This fabulous post is part of her Indie Author Life series, and I’m delighted to co-host it on my blog.
I’ve known my entire life that I was meant to be a writer. I’d write blog posts and columns for my campus newspaper, but the idea of publishing a book seemed too lofty a goal, too “out there” for a nobody like me.
It wasn’t until I saw a woman hanging up a flyer for her book signing at the Panera where I worked that I found out about self-publishing. I asked her how she published, and she made it sound so easy. I had a manuscript written already, and I was very impatient to birth it into the world.
There are many benefits to self-publishing over traditional publishing. One is higher royalties: indie authors can set their own prices and earn up to 70% when publishing through CreateSpace, Amazon’s independent publishing platform. Self-publishing happens at the author’s discretion: it can take well over a year for an agent to pitch a book to a publisher, but indies can hit the “publish” button at any time (this is both a blessing and a curse, which I’ll address later).
For me, the decision to self-publish was more about creative freedom. The kind of books I am interested in writing don’t easily fit into existing genres, which can be a turnoff to some publishers. The audience is too mixed. Over time, cross-blending of genres can become more popular (“paranormal romance” did not exist until the soaring popularity of the Twilight series), but it’s uncommon because it’s risky. From an agent’s perspective, a book that combines genres not previously combined before may not be as popular (ie: lower sales).
Publishers are interested in books that are highly marketable, but these are not always genres I think I can write well. Fantasy is huge right now, but I’ve never been interested in that. Erotica is also huge, but I get squeamish just writing kissing scenes with my characters, so that’s out.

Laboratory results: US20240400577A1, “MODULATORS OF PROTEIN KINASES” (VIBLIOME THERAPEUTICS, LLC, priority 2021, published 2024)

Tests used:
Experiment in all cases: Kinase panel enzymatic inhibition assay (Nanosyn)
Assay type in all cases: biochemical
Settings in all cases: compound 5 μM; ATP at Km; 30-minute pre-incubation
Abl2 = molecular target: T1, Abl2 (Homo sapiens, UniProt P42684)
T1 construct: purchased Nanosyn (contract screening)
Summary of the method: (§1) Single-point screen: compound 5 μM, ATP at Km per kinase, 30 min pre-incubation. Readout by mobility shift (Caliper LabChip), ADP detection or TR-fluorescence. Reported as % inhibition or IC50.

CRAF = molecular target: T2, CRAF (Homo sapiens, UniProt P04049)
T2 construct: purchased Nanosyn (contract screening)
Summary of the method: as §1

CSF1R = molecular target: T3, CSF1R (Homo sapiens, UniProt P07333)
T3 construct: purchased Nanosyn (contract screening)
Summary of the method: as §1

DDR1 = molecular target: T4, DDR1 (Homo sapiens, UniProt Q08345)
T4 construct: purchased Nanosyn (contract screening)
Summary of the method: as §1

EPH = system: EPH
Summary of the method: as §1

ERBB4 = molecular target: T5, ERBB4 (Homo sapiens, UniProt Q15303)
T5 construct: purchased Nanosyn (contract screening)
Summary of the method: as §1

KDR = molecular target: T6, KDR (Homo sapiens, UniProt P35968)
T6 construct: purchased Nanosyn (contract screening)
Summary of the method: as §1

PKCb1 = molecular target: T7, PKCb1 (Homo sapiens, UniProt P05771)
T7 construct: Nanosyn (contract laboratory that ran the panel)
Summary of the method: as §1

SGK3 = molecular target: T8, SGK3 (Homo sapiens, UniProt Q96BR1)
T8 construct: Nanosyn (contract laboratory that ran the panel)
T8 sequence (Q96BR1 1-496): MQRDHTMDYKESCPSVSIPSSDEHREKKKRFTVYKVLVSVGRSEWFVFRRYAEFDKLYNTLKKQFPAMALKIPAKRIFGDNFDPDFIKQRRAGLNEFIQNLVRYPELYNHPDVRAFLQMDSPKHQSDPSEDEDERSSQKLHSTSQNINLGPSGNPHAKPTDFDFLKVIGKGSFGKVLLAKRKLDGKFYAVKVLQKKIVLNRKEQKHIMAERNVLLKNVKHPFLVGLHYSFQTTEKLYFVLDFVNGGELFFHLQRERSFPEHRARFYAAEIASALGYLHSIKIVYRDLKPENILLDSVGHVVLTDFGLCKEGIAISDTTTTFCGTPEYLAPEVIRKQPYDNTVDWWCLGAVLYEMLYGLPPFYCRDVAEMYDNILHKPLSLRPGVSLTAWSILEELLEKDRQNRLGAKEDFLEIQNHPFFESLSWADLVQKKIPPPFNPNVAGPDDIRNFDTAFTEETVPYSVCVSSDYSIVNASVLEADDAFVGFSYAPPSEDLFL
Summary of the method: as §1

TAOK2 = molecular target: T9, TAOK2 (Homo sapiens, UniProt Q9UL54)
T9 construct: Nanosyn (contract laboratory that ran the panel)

My most recent book, for example, is young adult with religious themes – but it’s not Christian fiction. Therefore, it would be difficult to place among mainstream YA. My first novel, also YA fiction, dealt with rape: not a highly marketable subject, either.
Of course you never know what agents and publishers will think of your work until you try querying, something I have yet to do. It could work out well, or result in a pile of rejection letters. However, I had – and continue to have – specific visions in mind for each of my books, from plot to cover design. I write stories that are meaningful to me, with very specific take-home messages I do not want lost simply because such ideas have yet to become “mainstream.”
When a book is well written, edited, and has an eye-grabbing cover, it can sell at the same ranks as traditionally published books. The only difference is self-published authors have to work harder at establishing connections that agents have, so the process of selling in droves can take much longer. Then again, not all self-published authors publish with a goal of topping the bestseller lists. Some people publish for themselves, or an otherwise narrow audience.